used within the attempt to decrease energy for operation are common paths to control the impact linked to the building substance. Resource efficiency was proclaimed a follow-up to energy efficiency. (“The earth is energy-open system, but limited in its resources.” Z. Kahn, 2011) Using less resources and more renewable ones seem not to solve the future needs as still a great amount of products end without function as waste. The concept of circular economy addresses this by proclaiming endless use divided in technical and biological cycles based on the Cradle to Cradle principles (Braungart et al., 2002)3
. This approach includes in the economic sector and encourages the shift from owning products to using services. This integrates well in the increasingly more visible idea of sharing on the background of growing information management systems.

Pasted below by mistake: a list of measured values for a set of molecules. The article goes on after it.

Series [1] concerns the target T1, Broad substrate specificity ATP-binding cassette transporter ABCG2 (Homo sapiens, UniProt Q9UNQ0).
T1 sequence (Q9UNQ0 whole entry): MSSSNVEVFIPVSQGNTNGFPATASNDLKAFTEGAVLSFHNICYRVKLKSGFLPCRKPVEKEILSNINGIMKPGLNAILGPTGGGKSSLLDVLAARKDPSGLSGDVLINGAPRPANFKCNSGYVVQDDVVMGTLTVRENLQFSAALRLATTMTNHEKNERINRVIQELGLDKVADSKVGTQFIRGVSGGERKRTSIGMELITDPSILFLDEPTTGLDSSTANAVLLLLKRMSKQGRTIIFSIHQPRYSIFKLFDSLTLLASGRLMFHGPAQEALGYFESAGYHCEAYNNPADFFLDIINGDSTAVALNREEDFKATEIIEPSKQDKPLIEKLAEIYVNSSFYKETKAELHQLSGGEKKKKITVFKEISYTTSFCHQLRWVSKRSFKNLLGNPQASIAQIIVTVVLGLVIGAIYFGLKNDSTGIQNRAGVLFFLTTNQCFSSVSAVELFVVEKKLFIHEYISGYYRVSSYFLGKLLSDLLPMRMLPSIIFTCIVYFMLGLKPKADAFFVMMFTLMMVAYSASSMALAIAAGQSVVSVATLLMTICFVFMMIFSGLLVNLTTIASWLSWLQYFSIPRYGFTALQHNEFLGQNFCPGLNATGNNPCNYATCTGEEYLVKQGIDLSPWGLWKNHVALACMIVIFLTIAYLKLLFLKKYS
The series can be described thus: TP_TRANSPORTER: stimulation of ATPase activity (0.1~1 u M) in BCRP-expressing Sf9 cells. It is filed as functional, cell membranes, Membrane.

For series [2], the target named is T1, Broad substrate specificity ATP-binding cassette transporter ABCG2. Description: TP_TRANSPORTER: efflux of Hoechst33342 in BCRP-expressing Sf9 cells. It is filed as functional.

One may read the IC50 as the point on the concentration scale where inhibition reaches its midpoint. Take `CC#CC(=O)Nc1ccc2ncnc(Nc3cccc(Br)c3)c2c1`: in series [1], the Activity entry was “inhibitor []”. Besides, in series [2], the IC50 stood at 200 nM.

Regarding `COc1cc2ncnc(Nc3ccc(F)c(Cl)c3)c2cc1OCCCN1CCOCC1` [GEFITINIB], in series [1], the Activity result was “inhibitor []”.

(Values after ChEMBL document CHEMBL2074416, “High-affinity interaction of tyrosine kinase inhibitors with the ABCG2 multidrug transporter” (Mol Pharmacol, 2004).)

In the last 30 years the building industry came up with a broad variety of ecological indicators with different national emphasis. This issue addresses the methods to quantify ecological impact, its application in built examples and their vision.
The special issue of Creativity Game – Theory and Practice of Spatial Planning journal titled "NATURAL AND BUILT ENVIRONMENT- Role of ecological indicators"
encourages contributions, that:
- Discuss resource use in the built environment,
- Instruments and methods to indicate the impact/benefits for the environment from resources,
- Reuse and recycling application,
- Information management systems to support circularity in the built environment,
- Deconstruction techniques that contribute to higher ecological value of material,